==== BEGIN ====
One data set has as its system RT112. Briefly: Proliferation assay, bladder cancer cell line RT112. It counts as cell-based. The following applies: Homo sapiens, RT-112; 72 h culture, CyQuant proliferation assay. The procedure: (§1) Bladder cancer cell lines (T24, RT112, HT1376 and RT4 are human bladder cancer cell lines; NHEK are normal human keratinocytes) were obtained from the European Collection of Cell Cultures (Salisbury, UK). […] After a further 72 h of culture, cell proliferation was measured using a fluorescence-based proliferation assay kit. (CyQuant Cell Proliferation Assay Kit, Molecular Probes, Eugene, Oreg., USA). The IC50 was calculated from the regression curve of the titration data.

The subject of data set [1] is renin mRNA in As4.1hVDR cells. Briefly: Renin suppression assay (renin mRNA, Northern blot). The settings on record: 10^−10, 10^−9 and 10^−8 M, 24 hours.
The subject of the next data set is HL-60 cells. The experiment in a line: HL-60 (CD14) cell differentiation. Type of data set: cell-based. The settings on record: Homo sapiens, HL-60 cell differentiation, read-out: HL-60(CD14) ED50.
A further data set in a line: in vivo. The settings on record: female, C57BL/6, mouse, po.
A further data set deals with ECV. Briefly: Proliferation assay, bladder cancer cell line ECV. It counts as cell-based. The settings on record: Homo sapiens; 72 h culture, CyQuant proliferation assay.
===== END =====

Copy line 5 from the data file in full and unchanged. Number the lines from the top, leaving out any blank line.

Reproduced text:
A further data set deals with ECV. Briefly: Proliferation assay, bladder cancer cell line ECV. It counts as cell-based. The settings on record: Homo sapiens; 72 h culture, CyQuant proliferation assay.